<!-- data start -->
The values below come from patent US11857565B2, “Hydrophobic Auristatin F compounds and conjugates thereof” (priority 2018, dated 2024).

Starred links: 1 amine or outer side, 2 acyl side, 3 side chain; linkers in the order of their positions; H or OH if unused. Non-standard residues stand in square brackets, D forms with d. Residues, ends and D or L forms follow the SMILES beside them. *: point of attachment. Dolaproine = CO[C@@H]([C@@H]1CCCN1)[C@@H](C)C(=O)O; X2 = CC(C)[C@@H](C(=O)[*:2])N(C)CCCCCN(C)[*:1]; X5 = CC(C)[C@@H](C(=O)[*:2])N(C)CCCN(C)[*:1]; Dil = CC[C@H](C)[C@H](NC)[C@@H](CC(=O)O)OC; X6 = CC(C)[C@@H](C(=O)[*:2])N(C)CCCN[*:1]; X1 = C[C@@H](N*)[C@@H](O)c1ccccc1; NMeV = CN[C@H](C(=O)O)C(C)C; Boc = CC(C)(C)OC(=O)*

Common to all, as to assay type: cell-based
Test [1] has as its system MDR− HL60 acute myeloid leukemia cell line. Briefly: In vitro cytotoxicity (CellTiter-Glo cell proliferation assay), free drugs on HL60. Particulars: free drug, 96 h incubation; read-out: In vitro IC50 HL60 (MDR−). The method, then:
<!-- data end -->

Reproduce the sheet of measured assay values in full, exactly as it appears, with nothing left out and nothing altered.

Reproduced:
The values below come from patent US11857565B2, “Hydrophobic Auristatin F compounds and conjugates thereof” (priority 2018, dated 2024).

Starred links: 1 amine or outer side, 2 acyl side, 3 side chain; linkers in the order of their positions; H or OH if unused. Non-standard residues stand in square brackets, D forms with d. Residues, ends and D or L forms follow the SMILES beside them. *: point of attachment. Dolaproine = CO[C@@H]([C@@H]1CCCN1)[C@@H](C)C(=O)O; X2 = CC(C)[C@@H](C(=O)[*:2])N(C)CCCCCN(C)[*:1]; X5 = CC(C)[C@@H](C(=O)[*:2])N(C)CCCN(C)[*:1]; Dil = CC[C@H](C)[C@H](NC)[C@@H](CC(=O)O)OC; X6 = CC(C)[C@@H](C(=O)[*:2])N(C)CCCN[*:1]; X1 = C[C@@H](N*)[C@@H](O)c1ccccc1; NMeV = CN[C@H](C(=O)O)C(C)C; Boc = CC(C)(C)OC(=O)*

Common to all, as to assay type: cell-based
Test [1] has as its system MDR− HL60 acute myeloid leukemia cell line. Briefly: In vitro cytotoxicity (CellTiter-Glo cell proliferation assay), free drugs on HL60. Particulars: free drug, 96 h incubation; read-out: In vitro IC50 HL60 (MDR−). The method, then: